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Topic Title: how does the insulation resistance test work?
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Created On: 01 February 2008 08:58 PM
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 01 February 2008 08:58 PM
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lsuk

Posts: 59
Joined: 01 May 2007

Trying to understand how the insulation resistance test works

this is how I think it works, i maybe right or maybe wrong?????????

bascially, your short circuiting neutrel and phase.

Sending 500v down the cable, also sending a constant small current down.

So if the voltage leaks, current staying the same. an ohms reading will alter?

is this right?

regards luke
 01 February 2008 10:24 PM
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rocknroll

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bascially, your short circuiting neutrel and phase.


Not quite, you are measuring the capacitive leakage between conductors, as you should know the insulation acts as a dielectric.

The insulation tester applies a known voltage (DC) to the circuit under test, the meter then measures the leakage current through a known shunt resistor and calculates the result
R = V/I.

The actual measurement is Meg Ohm Micro Farad, but Meg Ohm for short.

regards

-------------------------
"Take nothing but a picture,
leave nothing but footprints!"
-------------------------
"Oh! The drama of it all."
-------------------------
"You can throw all the philosophy you like at the problem, but at the end of the day it's just basic electrical theory!"
-------------------------

Edited: 03 February 2008 at 01:19 AM by rocknroll
 01 February 2008 11:20 PM
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lsuk

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I'm beginning to understand more, but when testing I.E a ring circuit between live conductors, at the tails you connect one lead to live and the other to neutrel. How does it send voltage and current down the cable if theres no closed circuit.
 01 February 2008 11:21 PM
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intrinsic4225B

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Originally posted by: rocknroll

Not quite, you are measuring the insulation capacitive leakage between conductors, as you should know the insulation acts as a dielectric.


How does one measure the capacitive leakage current with a DC test voltage?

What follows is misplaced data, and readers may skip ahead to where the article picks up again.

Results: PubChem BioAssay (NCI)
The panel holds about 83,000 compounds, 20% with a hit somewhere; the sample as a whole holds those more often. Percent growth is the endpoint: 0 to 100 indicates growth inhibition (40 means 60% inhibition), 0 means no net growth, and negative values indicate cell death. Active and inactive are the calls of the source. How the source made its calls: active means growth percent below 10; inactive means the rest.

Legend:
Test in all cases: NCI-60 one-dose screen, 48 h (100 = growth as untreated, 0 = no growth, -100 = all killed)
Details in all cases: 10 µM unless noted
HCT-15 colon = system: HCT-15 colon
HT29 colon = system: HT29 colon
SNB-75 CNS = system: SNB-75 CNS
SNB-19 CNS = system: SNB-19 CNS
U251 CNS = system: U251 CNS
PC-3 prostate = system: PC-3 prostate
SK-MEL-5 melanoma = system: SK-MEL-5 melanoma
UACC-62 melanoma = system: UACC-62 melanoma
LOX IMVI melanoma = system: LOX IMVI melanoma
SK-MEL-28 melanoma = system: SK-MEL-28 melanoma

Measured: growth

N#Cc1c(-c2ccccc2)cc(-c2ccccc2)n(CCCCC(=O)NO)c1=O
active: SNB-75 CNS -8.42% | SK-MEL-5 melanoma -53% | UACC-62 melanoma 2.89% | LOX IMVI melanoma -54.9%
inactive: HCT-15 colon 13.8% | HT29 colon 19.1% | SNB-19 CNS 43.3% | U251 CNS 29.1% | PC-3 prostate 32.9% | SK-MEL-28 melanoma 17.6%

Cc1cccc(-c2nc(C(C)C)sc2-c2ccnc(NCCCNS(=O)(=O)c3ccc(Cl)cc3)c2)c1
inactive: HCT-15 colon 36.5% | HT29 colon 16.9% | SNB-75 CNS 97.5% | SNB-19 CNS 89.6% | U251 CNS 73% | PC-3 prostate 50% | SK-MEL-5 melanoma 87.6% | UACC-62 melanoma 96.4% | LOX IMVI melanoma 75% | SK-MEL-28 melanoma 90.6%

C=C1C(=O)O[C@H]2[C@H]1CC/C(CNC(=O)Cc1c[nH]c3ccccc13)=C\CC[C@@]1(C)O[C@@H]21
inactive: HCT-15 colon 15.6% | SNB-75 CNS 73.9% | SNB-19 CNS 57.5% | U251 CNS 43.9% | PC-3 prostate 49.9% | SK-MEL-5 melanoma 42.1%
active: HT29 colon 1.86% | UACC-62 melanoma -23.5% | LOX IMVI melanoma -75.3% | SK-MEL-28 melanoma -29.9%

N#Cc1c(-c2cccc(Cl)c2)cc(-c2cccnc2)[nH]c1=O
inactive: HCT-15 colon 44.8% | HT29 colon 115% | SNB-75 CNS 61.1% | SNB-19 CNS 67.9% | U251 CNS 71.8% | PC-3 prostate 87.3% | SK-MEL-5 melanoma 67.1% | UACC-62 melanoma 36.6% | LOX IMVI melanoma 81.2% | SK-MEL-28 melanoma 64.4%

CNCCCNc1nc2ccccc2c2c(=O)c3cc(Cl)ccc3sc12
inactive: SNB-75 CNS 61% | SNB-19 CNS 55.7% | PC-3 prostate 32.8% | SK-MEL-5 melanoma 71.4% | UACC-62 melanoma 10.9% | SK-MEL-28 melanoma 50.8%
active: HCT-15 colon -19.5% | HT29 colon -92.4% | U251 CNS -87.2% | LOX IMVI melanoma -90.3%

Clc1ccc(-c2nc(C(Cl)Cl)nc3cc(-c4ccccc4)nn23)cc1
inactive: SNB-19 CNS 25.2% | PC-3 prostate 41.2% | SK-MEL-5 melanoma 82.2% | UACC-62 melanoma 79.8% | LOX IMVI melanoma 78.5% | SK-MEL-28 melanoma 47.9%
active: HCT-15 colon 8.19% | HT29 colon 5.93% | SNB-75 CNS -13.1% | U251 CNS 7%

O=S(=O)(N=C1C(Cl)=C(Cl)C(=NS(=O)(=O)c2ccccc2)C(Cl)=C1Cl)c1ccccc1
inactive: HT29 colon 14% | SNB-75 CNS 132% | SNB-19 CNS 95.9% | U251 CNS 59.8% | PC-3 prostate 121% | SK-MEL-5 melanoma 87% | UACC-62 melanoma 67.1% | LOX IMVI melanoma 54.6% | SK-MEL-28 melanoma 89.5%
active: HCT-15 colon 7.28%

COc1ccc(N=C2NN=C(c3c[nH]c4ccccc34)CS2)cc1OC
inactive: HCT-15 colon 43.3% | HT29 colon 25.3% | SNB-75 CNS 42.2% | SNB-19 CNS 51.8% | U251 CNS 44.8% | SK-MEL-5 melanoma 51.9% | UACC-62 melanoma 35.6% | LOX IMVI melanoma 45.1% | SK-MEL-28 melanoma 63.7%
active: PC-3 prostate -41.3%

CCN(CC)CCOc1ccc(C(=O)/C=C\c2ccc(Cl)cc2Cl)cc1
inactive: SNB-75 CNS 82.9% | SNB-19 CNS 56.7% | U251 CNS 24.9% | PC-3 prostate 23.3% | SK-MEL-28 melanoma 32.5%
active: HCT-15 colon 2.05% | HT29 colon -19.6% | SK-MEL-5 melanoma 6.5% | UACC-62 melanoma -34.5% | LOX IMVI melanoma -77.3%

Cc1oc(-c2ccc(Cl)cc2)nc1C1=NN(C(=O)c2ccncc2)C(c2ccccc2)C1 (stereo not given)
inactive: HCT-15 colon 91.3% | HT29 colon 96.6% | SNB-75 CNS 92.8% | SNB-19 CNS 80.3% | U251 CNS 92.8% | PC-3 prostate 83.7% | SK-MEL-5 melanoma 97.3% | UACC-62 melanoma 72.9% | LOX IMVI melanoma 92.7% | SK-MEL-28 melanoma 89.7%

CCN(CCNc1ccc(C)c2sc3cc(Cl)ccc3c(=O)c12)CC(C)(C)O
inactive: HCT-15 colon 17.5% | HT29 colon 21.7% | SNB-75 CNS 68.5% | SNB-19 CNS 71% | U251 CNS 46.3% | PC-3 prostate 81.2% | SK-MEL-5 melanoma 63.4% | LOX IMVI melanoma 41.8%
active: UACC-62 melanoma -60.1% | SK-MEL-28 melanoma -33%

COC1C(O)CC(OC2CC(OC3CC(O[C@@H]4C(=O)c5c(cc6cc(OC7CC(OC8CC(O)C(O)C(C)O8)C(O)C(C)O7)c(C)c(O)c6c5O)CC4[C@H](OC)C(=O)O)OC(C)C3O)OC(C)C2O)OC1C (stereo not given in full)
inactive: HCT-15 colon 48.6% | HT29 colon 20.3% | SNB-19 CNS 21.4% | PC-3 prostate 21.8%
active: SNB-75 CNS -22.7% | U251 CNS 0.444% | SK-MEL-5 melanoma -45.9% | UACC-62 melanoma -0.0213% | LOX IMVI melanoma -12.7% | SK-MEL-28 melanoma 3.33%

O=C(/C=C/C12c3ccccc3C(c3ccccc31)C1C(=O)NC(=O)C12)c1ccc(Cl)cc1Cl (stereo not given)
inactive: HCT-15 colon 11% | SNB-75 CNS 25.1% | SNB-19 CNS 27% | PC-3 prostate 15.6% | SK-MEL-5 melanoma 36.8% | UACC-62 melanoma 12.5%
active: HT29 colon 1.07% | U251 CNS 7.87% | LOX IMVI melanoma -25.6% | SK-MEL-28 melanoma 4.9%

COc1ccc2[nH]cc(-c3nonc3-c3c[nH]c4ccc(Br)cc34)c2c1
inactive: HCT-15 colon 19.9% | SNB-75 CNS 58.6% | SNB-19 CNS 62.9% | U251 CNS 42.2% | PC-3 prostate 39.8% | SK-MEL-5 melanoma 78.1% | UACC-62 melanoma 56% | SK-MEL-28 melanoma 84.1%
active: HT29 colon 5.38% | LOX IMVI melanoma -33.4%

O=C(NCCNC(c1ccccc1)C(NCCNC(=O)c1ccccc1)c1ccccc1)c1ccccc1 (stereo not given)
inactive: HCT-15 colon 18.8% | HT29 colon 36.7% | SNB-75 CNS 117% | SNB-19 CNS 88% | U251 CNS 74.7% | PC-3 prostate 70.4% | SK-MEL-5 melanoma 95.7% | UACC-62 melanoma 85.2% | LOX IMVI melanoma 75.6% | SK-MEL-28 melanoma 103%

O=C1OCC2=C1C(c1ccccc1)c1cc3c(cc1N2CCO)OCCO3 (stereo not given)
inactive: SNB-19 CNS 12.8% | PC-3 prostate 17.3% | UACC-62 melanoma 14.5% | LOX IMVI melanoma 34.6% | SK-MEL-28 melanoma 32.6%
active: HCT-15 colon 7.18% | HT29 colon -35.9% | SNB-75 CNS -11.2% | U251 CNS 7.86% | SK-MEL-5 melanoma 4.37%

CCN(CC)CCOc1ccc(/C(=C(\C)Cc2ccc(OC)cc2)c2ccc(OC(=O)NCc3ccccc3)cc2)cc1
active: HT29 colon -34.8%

01 February 2008 11:22 PM
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lsuk

Posts: 59
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sorry, not a ring circuit, I mean a radial.

Trying to picture a test on a 3 metre twin and earth cable.

you test at one end, the other end is open. how does it form a complete circuit, it order to retrieve the return current?

regards luke
 01 February 2008 11:44 PM
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intrinsic4225B

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The current flows via the insulation - although this may sound like a rather odd statement, insulators are not perfect - they will always pass a small leakage current.

If you take a healthy cable of say 100MΩ insulation resistance between conductors and apply a test voltage of 500V DC the current flowing between the conductors can be calculated from Ohms Law:

V = I/R

I = V/R

I = 500V/100 000 000 Ω

I = 0.000 005 A

As you can see, this is a tiny amount of current - 5µA - five millionths of an ampere! In the example above, 100MΩ has been used as an example value of insulation resistance - for many modern polymeric cables in good condition this is quite a pessimistic value and real values could be much higher, leading to even smaller leakage currents through the insulation - perhaps even nanoamperes - billionths of an ampere!

Edited: 01 February 2008 at 11:51 PM by intrinsic4225B
 01 February 2008 11:57 PM
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iansettle

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Regulation 713-04-03 (16th edition) Measurement shall be carried out with direct current.The testing apparatus shall be capable of suppying the test volage indicated in Table 71A when loaded with 1mA. This is how the minimum values are given.
 02 February 2008 12:13 AM
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mikejumper

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Originally posted by: lsuk

How does it send voltage and current down the cable if theres no closed circuit.


It might be easier to think of it as applying
a voltage across two separate conductors rather
than putting a current down a circuit.

If you take a light bulb out of a pendant and
turned the switch on you'll have 230v between
live and neutral but no current.

When you apply 500v across live and neutral you
would not expect any significant amount of current
to flow unless there is a breakdown of insulation
between the conductors making a closed circuit.

Best I can offer at this time of night.